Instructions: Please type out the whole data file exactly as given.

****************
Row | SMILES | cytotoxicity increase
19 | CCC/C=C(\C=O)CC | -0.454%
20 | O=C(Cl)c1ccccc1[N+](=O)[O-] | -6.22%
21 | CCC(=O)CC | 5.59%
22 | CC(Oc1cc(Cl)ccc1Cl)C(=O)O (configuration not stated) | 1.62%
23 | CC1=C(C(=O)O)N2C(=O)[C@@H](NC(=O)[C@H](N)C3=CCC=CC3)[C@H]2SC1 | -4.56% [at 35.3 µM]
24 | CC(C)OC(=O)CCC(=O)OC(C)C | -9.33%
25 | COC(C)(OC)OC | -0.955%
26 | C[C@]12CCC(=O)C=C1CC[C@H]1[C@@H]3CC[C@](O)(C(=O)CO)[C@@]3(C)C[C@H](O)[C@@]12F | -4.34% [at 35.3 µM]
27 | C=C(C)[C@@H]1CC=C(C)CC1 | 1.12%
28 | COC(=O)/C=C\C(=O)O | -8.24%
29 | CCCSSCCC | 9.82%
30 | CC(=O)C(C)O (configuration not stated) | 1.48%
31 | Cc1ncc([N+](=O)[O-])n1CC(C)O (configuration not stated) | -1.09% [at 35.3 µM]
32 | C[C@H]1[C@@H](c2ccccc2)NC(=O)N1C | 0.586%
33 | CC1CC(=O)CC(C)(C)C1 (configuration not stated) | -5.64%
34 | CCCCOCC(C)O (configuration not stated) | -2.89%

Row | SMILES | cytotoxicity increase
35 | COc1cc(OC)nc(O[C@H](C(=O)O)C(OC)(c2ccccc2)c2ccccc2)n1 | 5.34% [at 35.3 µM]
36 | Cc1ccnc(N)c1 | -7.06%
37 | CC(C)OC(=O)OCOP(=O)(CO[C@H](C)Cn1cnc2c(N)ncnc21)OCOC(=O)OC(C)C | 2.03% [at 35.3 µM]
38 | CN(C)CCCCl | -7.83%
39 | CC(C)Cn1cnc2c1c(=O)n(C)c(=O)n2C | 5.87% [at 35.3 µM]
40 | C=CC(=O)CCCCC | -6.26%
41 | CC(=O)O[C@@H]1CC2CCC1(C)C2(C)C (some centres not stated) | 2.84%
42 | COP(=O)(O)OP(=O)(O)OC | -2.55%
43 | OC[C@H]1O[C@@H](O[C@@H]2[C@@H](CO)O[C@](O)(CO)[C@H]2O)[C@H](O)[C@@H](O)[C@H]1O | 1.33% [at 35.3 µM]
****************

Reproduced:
Row | SMILES | cytotoxicity increase
19 | CCC/C=C(\C=O)CC | -0.454%
20 | O=C(Cl)c1ccccc1[N+](=O)[O-] | -6.22%
21 | CCC(=O)CC | 5.59%
22 | CC(Oc1cc(Cl)ccc1Cl)C(=O)O (configuration not stated) | 1.62%
23 | CC1=C(C(=O)O)N2C(=O)[C@@H](NC(=O)[C@H](N)C3=CCC=CC3)[C@H]2SC1 | -4.56% [at 35.3 µM]
24 | CC(C)OC(=O)CCC(=O)OC(C)C | -9.33%
25 | COC(C)(OC)OC | -0.955%
26 | C[C@]12CCC(=O)C=C1CC[C@H]1[C@@H]3CC[C@](O)(C(=O)CO)[C@@]3(C)C[C@H](O)[C@@]12F | -4.34% [at 35.3 µM]
27 | C=C(C)[C@@H]1CC=C(C)CC1 | 1.12%
28 | COC(=O)/C=C\C(=O)O | -8.24%
29 | CCCSSCCC | 9.82%
30 | CC(=O)C(C)O (configuration not stated) | 1.48%
31 | Cc1ncc([N+](=O)[O-])n1CC(C)O (configuration not stated) | -1.09% [at 35.3 µM]
32 | C[C@H]1[C@@H](c2ccccc2)NC(=O)N1C | 0.586%
33 | CC1CC(=O)CC(C)(C)C1 (configuration not stated) | -5.64%
34 | CCCCOCC(C)O (configuration not stated) | -2.89%

Row | SMILES | cytotoxicity increase
35 | COc1cc(OC)nc(O[C@H](C(=O)O)C(OC)(c2ccccc2)c2ccccc2)n1 | 5.34% [at 35.3 µM]
36 | Cc1ccnc(N)c1 | -7.06%
37 | CC(C)OC(=O)OCOP(=O)(CO[C@H](C)Cn1cnc2c(N)ncnc21)OCOC(=O)OC(C)C | 2.03% [at 35.3 µM]
38 | CN(C)CCCCl | -7.83%
39 | CC(C)Cn1cnc2c1c(=O)n(C)c(=O)n2C | 5.87% [at 35.3 µM]
40 | C=CC(=O)CCCCC | -6.26%
41 | CC(=O)O[C@@H]1CC2CCC1(C)C2(C)C (some centres not stated) | 2.84%
42 | COP(=O)(O)OP(=O)(O)OC | -2.55%
43 | OC[C@H]1O[C@@H](O[C@@H]2[C@@H](CO)O[C@](O)(CO)[C@H]2O)[C@H](O)[C@@H](O)[C@H]1O | 1.33% [at 35.3 µM]